"Hello Charles. So you didn't make it." Wesley sounds resigned rather than horrified. Detached, really. As though death is just another damn thing that's come along and he's observing the aftermath from a long way away.
Gunn doesn't feel that way. Not yet. He wanted to live. Still does want, but looking at his intestines spread over the alley, under the feet of the rampaging army of evil, he has to admit it doesn’t look too good. His view of the battle is fading fast, as he slips his hold on mortal life. But it doesn't seem unimportant. He wants to know the others live.
Right on cue, Wesley says, "I fear the others will be following us soon."
That gets Gunn in his clawed-out, trodden-on, completely illusory gut, so he can't help but babble. "No. No way. They have to live. Gotta live. It has to mean something. All of this futile fight… There has to be something that comes after. She has to live."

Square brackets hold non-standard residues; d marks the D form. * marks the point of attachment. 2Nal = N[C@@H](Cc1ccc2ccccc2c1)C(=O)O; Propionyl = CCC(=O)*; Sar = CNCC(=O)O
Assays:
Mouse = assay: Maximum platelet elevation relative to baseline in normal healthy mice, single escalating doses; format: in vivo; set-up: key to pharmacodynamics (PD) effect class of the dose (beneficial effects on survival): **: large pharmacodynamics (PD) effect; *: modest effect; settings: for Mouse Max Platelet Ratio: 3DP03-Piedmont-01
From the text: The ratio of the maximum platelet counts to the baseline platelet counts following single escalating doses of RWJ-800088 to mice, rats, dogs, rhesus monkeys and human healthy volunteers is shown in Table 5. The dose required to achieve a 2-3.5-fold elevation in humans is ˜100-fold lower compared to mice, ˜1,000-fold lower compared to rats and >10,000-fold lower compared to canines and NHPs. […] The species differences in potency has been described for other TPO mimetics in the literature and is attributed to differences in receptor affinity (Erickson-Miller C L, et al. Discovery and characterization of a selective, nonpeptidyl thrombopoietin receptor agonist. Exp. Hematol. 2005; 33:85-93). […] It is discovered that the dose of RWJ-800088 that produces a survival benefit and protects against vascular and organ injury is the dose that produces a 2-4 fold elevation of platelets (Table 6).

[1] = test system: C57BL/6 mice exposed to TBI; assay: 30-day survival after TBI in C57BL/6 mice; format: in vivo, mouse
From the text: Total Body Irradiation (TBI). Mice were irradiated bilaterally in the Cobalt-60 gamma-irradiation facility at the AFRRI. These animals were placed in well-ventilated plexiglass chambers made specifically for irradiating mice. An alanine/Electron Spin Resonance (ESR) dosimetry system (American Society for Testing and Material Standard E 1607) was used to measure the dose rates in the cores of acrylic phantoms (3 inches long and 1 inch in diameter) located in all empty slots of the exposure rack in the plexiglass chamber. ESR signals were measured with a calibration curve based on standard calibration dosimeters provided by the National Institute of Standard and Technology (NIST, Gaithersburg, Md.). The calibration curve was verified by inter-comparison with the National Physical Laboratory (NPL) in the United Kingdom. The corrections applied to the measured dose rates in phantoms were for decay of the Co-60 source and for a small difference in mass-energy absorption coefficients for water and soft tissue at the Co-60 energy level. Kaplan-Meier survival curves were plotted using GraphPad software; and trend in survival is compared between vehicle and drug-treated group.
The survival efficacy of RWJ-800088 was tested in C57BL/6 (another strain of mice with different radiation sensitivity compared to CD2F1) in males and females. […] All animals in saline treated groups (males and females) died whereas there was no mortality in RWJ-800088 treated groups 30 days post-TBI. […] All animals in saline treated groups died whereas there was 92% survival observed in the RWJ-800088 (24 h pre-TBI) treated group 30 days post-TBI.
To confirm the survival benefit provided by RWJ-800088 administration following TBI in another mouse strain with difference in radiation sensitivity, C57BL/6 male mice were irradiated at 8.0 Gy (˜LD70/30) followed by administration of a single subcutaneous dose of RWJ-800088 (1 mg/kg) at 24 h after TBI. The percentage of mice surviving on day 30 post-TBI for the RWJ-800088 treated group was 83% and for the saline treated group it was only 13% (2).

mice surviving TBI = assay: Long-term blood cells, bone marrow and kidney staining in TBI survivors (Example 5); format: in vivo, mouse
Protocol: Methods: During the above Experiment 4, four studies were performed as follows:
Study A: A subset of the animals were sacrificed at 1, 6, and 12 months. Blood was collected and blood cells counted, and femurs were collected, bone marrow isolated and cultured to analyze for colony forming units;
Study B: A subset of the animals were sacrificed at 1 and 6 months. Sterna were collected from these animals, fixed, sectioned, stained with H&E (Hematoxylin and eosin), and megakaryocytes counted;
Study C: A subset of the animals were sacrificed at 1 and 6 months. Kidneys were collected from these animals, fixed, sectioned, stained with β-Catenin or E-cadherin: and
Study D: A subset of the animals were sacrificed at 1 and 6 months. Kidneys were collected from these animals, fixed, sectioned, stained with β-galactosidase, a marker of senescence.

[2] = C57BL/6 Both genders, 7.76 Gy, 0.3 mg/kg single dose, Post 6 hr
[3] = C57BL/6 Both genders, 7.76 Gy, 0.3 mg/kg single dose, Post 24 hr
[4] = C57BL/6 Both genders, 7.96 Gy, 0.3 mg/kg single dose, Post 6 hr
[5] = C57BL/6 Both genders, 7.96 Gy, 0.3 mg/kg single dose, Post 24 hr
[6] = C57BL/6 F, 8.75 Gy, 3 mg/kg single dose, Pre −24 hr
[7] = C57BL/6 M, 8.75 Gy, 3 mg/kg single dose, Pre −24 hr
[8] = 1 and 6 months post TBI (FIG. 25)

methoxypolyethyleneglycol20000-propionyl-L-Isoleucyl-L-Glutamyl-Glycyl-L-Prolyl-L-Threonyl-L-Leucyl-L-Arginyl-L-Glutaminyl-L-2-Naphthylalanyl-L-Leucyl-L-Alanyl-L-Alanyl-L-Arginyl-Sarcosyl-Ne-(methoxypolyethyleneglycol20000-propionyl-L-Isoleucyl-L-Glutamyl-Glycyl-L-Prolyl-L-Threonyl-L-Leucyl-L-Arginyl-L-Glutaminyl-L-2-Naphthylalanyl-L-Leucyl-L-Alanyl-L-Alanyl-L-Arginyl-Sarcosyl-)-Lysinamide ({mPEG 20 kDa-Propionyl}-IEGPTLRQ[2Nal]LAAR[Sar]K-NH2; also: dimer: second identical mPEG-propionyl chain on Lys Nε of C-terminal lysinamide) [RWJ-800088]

Call it post-mortem stress disorder, because that was just careless talk. Gives Wes an opening. She won't live, Charles. She died long ago, because of you. So burned up and spilled to the winds that there's not even a spirit Fred to join us here waiting for the rest of our dead to join us.
But Wesley doesn't say that. He says, "It already means something. It means we gave it our best shot. For her."
He pauses, and Gunn notices that the world has continued to fade while they talked. He's very nearly gone from life now. But Wesley's holding out his hand, his supposedly illusory hand which now feels very real as Gunn grasps it. He doesn't have to say words like 'scared' or 'what comes next?', let alone 'heaven' or 'hell'. Wes is in the same spot. Wes understands the fear of the unknown; the fear of going on alone.
"I think she knows that we tried. I think that matters," says Wesley, as they step together into the unknown future.
Finally, Gunn believes he's forgiven.